Team Humanity, lesbos, refugee, syria, refugee crisis, moesgaard museum, efter flugten, salam aldeen

The price of a normal life: Rubber dinghy

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“The boat we sailed in was smaller than this”, she says. I am standing in the new special exhibition ‘After the Escape – Syrian lives on Samsø’ about an hour before it is to open, and I am talking to an 8 year-old girl. We are looking at a rubber dinghy, which has been used by the NGO Team Humanity to save refuges off the coast of Lesbos. Her off-hand manner of mentioning her own journey across the Mediterranean reminds me how resilient children can be. “Our boat was orange, like that life vest there”, she says and points to one of the many life vests that surrounds the dinghy in the exhibition. They, like the dinghy, have come to Denmark from Lesbos.

She, like so many others fleeing from the war in Syria, travelled across the Mediterranean and up through Europe. Her family eventually end up in Denmark. They tell their story in the exhibition. It is not the story of their escape from Syria, but of their life in Denmark; of cycling to school in the Danish winter darkness, of playing with the other children in the school playground, of the small things in life.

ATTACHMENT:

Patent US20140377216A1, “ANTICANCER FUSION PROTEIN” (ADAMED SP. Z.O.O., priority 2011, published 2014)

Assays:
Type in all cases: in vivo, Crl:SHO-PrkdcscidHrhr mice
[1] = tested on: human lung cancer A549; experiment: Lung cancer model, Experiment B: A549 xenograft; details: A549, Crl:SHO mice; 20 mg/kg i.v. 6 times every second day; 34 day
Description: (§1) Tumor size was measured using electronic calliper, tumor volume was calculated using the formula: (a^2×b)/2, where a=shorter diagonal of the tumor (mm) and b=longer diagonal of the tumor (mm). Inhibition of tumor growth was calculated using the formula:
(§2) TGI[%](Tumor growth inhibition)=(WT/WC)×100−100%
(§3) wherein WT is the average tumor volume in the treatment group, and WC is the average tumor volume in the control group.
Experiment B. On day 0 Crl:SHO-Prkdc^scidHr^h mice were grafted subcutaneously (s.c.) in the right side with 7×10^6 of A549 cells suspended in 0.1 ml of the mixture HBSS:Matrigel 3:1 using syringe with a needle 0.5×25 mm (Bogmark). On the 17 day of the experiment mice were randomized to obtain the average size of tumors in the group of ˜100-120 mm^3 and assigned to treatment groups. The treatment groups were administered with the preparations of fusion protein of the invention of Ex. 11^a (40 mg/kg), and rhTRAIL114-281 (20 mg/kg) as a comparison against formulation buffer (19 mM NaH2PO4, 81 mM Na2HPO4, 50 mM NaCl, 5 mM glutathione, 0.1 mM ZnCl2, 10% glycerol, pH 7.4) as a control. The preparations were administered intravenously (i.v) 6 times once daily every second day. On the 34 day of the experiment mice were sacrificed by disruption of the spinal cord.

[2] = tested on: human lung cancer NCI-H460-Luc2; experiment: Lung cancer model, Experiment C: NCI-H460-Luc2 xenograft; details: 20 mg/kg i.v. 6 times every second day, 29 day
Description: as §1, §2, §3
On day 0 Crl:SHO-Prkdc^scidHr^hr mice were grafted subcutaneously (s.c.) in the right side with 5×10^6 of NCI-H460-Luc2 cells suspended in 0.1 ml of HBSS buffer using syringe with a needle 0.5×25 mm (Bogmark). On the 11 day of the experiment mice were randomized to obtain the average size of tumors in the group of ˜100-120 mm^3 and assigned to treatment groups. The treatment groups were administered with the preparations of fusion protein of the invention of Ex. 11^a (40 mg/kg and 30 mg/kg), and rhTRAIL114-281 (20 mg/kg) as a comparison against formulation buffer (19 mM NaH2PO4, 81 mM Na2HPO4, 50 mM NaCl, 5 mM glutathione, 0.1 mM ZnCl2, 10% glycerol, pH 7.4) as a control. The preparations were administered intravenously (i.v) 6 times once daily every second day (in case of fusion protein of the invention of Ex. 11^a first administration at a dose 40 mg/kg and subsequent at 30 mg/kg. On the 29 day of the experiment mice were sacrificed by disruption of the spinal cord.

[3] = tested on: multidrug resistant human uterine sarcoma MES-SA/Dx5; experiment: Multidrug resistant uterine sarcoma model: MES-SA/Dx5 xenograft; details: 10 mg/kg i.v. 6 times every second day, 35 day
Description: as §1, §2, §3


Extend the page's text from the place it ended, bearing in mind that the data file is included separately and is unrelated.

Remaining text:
But setting the frame for this mundane normality, we have the rubber dinghy. It looms in the background as a reminder of what it took to get to live this ‘normal’ life, and perhaps it whispers reminders of those that were not so lucky.

The dinghy was used by Team Humanity, an NGO founded by Danish volunteers in 2015 in response to the growing refugee crisis. In January 2016, the co-founder of Team Humanity, Salam Aldeen, was arrested and charged with human trafficking alongside one Danish and three Spanish colleagues. They were arrested while sailing along the coast of Lesbos in an effort to find two boats filled with refugees, which they had heard were in distress. The five men were finally acquitted in May 2018. Team Humanity has helped save thousands of lives on Lesbos.

//Sophie Seebach

The dinghy was collected by the National Museum of Denmark and can be seen in the exhibition ‘After the escape – Syrian lives on Samsø’ at Moesgaard Museum until 30 January.

Read more about Team Humanity here.

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